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Whether one ought to induce others to enter religion?

Objection 1: It would seem that no one ought to induce others to enter religion. For the blessed Benedict prescribes in his Rule (lviii) that "those who seek to enter religion must not easily be admitted, but spirits must be tested whether they be of God"; and Cassian has the same instruction (De Inst. Caenob. iv, 3). Much less therefore is it lawful to induce anyone to enter religion.

Objection 2: Further, our Lord said (Mat. 23:15): "Woe to you . . . because you go round about the sea and the land to make one proselyte, and when he is made you make him the child of hell twofold more than yourselves." Now thus would seem to do those who induce persons to enter religion. Therefore this would seem blameworthy.

Objection 3: Further, no one should induce another to do what is to his prejudice. But those who are induced to enter religion, sometimes take harm therefrom, for sometimes they are under obligation to enter a stricter religion. Therefore it would not seem praiseworthy to induce others to enter religion.

On the contrary, It is written (Ex. 26:3, seqq. [*St. Thomas quotes the sense, not the words]): "Let one curtain draw the other." Therefore one man should draw another to God's service.

I answer that, Those who induce others to enter religion not only do not sin, but merit a great reward. For it is written (James 5:20): "He who causeth a sinner to be converted from the error of his way, shall save his soul from death, and shall cover a multitude of sins"; and (Dan. 12:3): "They that instruct many to justice shall be as stars for all eternity."

Nevertheless such inducement may be affected by a threefold inordinateness. First, if one person force another by violence to enter religion: and this is forbidden in the Decretals (XX, qu. iii, cap. Praesens). Secondly, if one person persuade another simoniacally to enter religion, by giving him presents: and this is forbidden in the Decretal (I, qu. ii, cap. Quam pio). But this does not apply to the case where one provides a poor person with necessaries by educating him in the world for the religious life; or when without any compact one gives a person little presents for the sake of good fellowship. Thirdly, if one person entices another by lies: for it is to be feared that the person thus enticed may turn back on finding himself deceived, and thus "the last state of that man" may become "worse than the first" (Lk. 11:26).

Reply to Objection 1: Those who are induced to enter religion have still a time of probation wherein they make a trial of the hardships of religion, so that they are not easily admitted to the religious life.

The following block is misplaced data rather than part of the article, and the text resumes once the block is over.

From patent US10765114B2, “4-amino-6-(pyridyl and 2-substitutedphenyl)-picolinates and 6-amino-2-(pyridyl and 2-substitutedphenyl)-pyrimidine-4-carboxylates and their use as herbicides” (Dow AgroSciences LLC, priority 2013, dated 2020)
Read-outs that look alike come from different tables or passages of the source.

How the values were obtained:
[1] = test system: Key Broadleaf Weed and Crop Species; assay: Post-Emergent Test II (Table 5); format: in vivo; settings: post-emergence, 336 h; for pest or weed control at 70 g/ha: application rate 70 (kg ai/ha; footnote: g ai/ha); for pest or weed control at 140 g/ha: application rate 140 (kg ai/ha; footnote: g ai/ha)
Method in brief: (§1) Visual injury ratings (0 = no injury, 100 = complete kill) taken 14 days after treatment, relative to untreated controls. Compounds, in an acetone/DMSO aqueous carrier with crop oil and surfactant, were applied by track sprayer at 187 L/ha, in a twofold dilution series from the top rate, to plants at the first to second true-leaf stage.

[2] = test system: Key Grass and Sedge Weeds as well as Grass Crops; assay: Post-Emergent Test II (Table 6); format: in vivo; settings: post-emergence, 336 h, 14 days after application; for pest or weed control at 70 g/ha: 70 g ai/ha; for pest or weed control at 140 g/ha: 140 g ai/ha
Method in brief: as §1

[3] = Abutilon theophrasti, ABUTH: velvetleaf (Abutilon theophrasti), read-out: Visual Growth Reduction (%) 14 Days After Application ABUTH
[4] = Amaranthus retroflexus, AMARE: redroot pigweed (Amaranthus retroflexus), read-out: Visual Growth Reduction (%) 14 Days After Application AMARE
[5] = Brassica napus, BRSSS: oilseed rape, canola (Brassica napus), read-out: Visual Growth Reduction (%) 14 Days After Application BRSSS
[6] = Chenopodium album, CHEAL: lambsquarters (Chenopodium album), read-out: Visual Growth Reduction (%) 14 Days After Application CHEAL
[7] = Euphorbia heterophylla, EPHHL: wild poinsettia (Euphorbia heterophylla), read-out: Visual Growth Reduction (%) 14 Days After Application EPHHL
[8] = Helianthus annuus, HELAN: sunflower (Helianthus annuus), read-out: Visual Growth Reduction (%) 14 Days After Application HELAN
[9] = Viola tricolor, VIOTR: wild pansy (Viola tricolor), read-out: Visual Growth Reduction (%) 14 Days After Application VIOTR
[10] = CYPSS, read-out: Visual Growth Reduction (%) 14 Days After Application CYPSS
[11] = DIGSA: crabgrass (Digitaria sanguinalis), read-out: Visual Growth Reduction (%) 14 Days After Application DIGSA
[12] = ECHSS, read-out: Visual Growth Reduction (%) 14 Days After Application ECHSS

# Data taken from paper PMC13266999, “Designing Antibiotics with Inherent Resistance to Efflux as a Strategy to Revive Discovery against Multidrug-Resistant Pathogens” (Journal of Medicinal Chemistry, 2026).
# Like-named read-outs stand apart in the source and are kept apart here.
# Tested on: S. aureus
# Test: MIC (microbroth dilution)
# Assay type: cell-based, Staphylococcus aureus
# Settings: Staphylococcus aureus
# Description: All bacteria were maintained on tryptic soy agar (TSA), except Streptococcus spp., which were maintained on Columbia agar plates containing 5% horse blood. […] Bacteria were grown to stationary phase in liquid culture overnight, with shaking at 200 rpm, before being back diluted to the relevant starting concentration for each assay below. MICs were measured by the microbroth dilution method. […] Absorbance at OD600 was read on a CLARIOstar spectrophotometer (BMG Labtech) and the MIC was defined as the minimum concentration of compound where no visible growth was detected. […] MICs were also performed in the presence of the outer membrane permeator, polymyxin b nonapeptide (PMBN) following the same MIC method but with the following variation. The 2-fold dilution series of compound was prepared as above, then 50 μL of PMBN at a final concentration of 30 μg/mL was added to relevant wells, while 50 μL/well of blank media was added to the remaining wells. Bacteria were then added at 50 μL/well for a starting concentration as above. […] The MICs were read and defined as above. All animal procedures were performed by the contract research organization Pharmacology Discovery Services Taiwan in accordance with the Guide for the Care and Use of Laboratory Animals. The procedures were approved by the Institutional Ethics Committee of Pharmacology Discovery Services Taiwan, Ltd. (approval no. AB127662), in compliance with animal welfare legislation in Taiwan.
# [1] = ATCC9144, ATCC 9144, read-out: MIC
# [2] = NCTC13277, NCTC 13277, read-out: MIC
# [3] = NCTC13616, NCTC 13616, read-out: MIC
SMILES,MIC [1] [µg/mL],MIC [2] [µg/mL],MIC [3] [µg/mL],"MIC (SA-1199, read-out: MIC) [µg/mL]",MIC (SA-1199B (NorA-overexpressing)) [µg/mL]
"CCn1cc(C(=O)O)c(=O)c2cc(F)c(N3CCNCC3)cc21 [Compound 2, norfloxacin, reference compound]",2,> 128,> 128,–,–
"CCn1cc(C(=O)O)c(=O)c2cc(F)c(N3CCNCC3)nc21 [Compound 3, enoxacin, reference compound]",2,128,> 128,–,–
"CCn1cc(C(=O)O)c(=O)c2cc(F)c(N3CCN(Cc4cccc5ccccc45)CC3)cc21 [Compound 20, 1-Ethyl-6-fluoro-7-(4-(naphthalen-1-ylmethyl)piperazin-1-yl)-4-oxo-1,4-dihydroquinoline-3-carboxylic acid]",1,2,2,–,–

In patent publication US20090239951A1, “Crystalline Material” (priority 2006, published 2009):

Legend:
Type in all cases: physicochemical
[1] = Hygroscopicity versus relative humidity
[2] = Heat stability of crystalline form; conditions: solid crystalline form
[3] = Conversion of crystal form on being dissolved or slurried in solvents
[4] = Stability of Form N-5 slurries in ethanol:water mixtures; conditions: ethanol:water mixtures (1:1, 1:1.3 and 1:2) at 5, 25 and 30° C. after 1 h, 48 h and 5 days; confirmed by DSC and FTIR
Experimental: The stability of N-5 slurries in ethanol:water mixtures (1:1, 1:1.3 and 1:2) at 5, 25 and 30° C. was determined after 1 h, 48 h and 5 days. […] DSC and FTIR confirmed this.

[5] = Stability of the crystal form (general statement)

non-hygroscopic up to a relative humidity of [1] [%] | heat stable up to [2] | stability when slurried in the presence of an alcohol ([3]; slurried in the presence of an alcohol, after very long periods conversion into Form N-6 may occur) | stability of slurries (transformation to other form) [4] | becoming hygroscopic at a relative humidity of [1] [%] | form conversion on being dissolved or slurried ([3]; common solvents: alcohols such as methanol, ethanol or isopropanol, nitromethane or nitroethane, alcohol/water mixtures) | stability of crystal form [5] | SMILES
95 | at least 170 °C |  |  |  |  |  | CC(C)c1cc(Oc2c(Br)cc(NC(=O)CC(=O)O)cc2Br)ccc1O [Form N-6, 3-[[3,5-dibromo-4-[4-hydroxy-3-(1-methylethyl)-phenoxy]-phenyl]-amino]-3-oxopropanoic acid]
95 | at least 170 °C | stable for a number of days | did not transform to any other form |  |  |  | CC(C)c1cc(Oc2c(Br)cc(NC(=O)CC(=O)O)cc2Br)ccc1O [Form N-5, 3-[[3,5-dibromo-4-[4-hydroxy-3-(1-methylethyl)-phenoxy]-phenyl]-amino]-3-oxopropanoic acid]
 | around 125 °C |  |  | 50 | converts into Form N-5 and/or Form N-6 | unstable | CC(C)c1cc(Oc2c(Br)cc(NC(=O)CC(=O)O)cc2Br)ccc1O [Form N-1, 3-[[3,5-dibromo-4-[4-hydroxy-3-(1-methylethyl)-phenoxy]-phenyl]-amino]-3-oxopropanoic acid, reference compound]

Reply to Objection 2: According to Hilary (Can. xxiv in Matth.) this saying of our Lord was a forecast of the wicked endeavors of the Jews, after the preaching of Christ, to draw Gentiles or even Christians to observe the Jewish ritual, thereby making them doubly children of hell, because, to wit, they were not forgiven the former sins which they committed while adherents of Judaism, and furthermore they incurred the guilt of Jewish perfidy; and thus interpreted these words have nothing to do with the case in point.

According to Jerome, however, in his commentary on this passage of Matthew, the reference is to the Jews even at the time when it was yet lawful to keep the legal observances, in so far as he whom they converted to Judaism "from paganism, was merely misled; but when he saw the wickedness of his teachers, he returned to his vomit, and becoming a pagan deserved greater punishment for his treachery." Hence it is manifest that it is not blameworthy to draw others to the service of God or to the religious life, but only when one gives a bad example to the person converted, whence he becomes worse.

Reply to Objection 3: The lesser is included in the greater. Wherefore a person who is bound by vow or oath to enter a lesser order, may be lawfully induced to enter a greater one. unless there be some special obstacle, such as ill-health, or the hope of making greater progress in the lesser order. On the other hand, one who is bound by vow or oath to enter a greater order, cannot be lawfully induced to enter a lesser order, except for some special and evident motive, and then with the superior's dispensation.

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